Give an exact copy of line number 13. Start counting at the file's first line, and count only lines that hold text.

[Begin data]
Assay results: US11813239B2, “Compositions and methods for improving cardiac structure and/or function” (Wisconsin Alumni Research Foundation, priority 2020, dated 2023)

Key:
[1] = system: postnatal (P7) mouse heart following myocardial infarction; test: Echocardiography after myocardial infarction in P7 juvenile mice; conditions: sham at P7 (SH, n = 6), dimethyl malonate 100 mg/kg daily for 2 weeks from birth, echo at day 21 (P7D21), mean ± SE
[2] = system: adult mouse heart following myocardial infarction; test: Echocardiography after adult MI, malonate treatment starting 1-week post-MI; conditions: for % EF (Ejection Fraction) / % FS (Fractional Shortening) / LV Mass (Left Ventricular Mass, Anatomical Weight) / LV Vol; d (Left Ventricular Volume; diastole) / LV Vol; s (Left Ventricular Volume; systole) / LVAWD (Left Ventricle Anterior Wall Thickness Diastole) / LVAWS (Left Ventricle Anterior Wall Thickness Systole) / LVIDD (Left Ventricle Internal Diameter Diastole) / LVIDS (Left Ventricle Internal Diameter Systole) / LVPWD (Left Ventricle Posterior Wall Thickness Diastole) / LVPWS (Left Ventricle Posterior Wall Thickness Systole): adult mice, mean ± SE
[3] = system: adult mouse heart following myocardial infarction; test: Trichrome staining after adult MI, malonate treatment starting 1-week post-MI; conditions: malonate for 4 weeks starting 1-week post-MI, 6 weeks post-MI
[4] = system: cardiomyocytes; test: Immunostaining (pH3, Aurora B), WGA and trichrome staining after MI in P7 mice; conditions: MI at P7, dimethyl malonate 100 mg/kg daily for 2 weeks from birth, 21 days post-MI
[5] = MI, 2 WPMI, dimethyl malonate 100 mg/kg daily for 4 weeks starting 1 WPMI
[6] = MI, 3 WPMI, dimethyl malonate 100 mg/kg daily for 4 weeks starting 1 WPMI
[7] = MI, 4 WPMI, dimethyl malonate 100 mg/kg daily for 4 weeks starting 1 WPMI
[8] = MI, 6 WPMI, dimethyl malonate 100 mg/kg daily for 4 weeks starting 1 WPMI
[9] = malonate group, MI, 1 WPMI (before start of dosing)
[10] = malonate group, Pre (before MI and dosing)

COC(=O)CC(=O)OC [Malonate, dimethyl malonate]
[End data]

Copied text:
COC(=O)CC(=O)OC [Malonate, dimethyl malonate]